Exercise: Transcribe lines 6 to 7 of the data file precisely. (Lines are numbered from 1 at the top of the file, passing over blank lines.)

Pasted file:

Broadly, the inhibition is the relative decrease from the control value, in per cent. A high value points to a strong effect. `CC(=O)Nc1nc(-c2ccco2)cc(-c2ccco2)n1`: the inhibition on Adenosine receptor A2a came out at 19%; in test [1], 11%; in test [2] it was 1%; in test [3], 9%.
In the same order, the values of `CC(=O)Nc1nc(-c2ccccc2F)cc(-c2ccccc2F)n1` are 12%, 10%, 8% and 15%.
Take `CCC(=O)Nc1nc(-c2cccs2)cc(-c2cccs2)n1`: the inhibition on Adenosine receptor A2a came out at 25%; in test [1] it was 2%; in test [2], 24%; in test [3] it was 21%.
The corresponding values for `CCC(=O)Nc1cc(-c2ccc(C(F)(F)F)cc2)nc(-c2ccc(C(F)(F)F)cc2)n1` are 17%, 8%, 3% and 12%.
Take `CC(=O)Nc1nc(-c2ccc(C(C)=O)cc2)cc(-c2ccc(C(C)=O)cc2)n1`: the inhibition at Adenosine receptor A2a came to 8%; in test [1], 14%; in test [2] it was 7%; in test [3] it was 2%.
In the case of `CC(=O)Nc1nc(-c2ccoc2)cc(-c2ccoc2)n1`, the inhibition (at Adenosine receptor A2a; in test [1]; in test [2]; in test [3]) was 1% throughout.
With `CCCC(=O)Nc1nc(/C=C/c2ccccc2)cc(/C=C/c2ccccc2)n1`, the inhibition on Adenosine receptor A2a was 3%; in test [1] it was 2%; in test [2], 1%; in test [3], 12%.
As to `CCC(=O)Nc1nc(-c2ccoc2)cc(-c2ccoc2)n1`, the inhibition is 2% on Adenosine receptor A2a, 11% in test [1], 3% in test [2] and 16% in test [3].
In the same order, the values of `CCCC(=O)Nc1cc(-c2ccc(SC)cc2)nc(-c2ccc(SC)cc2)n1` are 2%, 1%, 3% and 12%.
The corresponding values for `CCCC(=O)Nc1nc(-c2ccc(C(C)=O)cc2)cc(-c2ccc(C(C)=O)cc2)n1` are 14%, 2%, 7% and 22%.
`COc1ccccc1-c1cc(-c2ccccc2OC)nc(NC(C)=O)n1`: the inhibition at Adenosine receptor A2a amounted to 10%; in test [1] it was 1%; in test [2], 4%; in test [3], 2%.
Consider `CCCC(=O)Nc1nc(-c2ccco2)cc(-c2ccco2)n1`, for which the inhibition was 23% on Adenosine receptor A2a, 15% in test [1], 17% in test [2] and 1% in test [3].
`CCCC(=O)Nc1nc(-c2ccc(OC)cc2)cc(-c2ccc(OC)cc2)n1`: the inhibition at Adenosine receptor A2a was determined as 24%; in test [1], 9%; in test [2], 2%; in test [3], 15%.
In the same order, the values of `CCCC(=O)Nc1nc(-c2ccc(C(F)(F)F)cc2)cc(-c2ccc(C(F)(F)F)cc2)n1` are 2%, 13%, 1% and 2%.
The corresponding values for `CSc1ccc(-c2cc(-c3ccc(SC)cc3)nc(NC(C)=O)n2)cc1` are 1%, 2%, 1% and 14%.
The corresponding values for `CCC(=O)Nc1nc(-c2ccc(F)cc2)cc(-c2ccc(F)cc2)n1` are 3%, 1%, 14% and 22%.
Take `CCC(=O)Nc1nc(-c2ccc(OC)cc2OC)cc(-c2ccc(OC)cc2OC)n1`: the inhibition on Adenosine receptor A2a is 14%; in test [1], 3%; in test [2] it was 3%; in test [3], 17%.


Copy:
In the case of `CC(=O)Nc1nc(-c2ccoc2)cc(-c2ccoc2)n1`, the inhibition (at Adenosine receptor A2a; in test [1]; in test [2]; in test [3]) was 1% throughout.
With `CCCC(=O)Nc1nc(/C=C/c2ccccc2)cc(/C=C/c2ccccc2)n1`, the inhibition on Adenosine receptor A2a was 3%; in test [1] it was 2%; in test [2], 1%; in test [3], 12%.